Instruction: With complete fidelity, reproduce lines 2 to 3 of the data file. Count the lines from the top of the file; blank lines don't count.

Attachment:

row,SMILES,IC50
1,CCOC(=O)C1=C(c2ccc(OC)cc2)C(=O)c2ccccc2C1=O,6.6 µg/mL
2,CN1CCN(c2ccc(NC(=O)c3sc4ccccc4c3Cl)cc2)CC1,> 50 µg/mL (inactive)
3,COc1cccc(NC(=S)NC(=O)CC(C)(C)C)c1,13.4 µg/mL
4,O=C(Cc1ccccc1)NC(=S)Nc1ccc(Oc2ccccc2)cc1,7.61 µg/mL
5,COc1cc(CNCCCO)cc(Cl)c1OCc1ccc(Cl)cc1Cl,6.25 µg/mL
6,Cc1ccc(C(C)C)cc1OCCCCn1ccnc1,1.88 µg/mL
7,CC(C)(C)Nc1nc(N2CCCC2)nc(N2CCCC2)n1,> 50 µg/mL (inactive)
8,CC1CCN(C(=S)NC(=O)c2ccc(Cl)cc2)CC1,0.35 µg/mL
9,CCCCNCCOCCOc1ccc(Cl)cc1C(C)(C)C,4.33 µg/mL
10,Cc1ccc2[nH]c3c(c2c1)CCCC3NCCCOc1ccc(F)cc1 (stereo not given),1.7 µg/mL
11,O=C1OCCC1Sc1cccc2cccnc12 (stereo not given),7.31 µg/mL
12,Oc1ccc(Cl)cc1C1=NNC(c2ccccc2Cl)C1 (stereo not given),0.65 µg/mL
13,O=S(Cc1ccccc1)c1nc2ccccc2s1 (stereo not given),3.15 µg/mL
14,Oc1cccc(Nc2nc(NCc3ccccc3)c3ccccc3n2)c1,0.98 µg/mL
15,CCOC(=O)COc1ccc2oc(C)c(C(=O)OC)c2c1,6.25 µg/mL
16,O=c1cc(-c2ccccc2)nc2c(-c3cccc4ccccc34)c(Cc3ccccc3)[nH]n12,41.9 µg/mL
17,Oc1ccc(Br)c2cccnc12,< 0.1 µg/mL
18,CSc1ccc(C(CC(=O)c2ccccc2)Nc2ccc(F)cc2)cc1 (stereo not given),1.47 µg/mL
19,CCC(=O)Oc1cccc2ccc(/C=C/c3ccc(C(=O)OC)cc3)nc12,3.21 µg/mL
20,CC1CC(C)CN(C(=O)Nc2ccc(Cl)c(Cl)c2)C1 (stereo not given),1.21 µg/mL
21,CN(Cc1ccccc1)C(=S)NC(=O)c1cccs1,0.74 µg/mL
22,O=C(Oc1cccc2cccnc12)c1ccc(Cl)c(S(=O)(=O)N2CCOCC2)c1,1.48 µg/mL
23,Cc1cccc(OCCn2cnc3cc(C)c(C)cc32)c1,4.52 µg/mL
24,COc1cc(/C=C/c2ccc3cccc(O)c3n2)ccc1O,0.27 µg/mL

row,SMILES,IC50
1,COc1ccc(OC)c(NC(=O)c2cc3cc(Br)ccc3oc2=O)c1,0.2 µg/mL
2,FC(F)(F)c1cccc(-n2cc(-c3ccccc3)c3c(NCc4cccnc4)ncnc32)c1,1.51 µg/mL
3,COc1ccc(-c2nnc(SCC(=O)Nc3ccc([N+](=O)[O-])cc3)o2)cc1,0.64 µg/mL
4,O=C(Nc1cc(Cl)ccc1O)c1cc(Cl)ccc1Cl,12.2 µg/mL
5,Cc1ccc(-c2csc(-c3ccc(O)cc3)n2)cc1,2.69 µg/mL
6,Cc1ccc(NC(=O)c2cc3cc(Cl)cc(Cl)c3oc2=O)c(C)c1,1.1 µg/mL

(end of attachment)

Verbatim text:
1,CCOC(=O)C1=C(c2ccc(OC)cc2)C(=O)c2ccccc2C1=O,6.6 µg/mL
2,CN1CCN(c2ccc(NC(=O)c3sc4ccccc4c3Cl)cc2)CC1,> 50 µg/mL (inactive)